The American Hospital Association this week urged the Centers for Medicare & Medicaid Services to relax physician supervision requirements for 13 outpatient services, arguing that other nonphysician providers can carry out those services.
The Hospital Outpatient Payment Panel recommended that 28 Healthcare Common Procedure Coding System (HCPCS) services--including administering flu and Hepatitis B vaccines and clipping toenails--did not require direct supervision and suggested they be reduced to general supervision. Although CMS with its preliminary decision in September accepted 15 recommendations as general supervision, it rejected the other 13, Law 360 reported.
"There is little or no research available that evaluates the clinical implications of direct versus general supervision of outpatient services, especially as it relates to specific services covered under the outpatient PPS," AHA Executive Vice President Rick Pollack told CMS Acting Administrator Marilyn Tavenner in a letter Monday.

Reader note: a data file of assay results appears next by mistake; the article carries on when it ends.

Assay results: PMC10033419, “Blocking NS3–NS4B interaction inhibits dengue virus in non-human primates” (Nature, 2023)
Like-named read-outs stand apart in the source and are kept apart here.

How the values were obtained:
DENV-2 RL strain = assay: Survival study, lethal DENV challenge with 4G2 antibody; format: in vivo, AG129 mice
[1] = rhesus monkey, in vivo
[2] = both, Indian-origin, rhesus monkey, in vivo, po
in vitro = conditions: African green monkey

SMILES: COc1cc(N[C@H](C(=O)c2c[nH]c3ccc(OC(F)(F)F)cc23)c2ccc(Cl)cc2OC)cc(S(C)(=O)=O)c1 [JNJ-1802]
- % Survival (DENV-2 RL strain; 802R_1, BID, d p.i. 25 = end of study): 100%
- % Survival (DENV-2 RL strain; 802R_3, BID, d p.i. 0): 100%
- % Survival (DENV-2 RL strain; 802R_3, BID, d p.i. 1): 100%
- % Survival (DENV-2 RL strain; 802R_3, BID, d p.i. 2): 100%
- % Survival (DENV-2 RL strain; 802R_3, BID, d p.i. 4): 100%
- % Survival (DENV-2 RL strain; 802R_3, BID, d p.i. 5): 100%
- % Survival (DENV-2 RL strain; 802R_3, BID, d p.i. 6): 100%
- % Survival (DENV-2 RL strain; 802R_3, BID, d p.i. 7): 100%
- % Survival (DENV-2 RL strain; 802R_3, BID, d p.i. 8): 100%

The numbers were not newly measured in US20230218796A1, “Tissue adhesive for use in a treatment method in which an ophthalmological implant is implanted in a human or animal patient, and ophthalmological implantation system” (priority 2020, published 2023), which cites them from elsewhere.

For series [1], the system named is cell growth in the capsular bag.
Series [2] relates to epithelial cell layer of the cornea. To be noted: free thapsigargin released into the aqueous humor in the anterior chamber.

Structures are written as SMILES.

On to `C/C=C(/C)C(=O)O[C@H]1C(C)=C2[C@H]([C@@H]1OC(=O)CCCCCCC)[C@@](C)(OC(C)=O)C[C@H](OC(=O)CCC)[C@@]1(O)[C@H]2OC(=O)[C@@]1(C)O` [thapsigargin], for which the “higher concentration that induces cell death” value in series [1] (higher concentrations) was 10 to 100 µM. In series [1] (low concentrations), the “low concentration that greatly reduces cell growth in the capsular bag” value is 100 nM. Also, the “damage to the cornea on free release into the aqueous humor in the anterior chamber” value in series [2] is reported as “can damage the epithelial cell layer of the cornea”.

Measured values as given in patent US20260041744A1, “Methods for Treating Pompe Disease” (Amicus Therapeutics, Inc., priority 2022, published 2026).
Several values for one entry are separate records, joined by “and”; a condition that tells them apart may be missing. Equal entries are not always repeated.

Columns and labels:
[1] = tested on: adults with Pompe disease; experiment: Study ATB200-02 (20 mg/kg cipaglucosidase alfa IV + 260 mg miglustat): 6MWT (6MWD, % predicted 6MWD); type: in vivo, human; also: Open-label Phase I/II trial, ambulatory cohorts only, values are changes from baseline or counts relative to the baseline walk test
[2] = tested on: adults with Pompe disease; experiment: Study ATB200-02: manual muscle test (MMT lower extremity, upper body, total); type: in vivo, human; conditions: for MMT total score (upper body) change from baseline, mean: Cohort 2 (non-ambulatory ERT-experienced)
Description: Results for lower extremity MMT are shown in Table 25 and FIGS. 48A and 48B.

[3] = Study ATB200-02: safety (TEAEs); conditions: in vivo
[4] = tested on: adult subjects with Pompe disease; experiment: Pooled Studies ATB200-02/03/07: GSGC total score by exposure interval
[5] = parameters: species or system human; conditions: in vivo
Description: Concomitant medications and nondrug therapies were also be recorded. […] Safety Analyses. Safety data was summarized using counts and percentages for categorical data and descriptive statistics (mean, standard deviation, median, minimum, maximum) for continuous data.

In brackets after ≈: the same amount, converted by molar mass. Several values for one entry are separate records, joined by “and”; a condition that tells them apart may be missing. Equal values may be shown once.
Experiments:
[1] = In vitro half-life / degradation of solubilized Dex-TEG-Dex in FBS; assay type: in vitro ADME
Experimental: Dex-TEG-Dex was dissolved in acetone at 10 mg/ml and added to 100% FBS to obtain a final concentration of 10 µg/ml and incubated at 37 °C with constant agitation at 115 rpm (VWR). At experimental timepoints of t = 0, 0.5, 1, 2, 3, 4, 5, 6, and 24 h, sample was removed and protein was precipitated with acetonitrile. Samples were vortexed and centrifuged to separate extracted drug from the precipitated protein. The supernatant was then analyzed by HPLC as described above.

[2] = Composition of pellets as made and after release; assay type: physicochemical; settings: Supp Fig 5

The hospital association particularly urged general supervision, under the threat of a national physician shortage, especially in rural areas with limited supplies of doctors, AHA wrote.
AHA also said the billing codes don't provide enough distinction in what clinical risks require a higher-level trained professional. The group asked CMS to consider linking particular infusion and injection codes with specific drug codes, as well as creating a list of less complex observation status diagnosis that would warrant general supervision.
For more information:
- see the AHA letter (.pdf)
- here's the Law360 article (subscription required)
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